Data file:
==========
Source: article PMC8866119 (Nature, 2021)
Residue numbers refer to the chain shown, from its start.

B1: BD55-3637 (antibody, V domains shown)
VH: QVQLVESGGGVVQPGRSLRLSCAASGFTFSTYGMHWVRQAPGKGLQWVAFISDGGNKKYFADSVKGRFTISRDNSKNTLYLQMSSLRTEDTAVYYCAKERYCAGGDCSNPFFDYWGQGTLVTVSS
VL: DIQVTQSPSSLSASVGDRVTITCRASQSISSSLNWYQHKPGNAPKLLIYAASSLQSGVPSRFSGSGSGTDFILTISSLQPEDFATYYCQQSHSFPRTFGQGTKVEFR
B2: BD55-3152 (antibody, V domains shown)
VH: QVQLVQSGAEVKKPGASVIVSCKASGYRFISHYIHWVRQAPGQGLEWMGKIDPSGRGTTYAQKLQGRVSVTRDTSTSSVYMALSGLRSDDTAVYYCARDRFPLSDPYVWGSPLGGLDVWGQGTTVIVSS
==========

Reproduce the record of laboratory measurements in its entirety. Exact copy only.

Source: article PMC8866119 (Nature, 2021)
Residue numbers refer to the chain shown, from its start.

B1: BD55-3637 (antibody, V domains shown)
VH: QVQLVESGGGVVQPGRSLRLSCAASGFTFSTYGMHWVRQAPGKGLQWVAFISDGGNKKYFADSVKGRFTISRDNSKNTLYLQMSSLRTEDTAVYYCAKERYCAGGDCSNPFFDYWGQGTLVTVSS
VL: DIQVTQSPSSLSASVGDRVTITCRASQSISSSLNWYQHKPGNAPKLLIYAASSLQSGVPSRFSGSGSGTDFILTISSLQPEDFATYYCQQSHSFPRTFGQGTKVEFR
B2: BD55-3152 (antibody, V domains shown)
VH: QVQLVQSGAEVKKPGASVIVSCKASGYRFISHYIHWVRQAPGQGLEWMGKIDPSGRGTTYAQKLQGRVSVTRDTSTSSVYMALSGLRSDDTAVYYCARDRFPLSDPYVWGSPLGGLDVWGQGTTVIVSS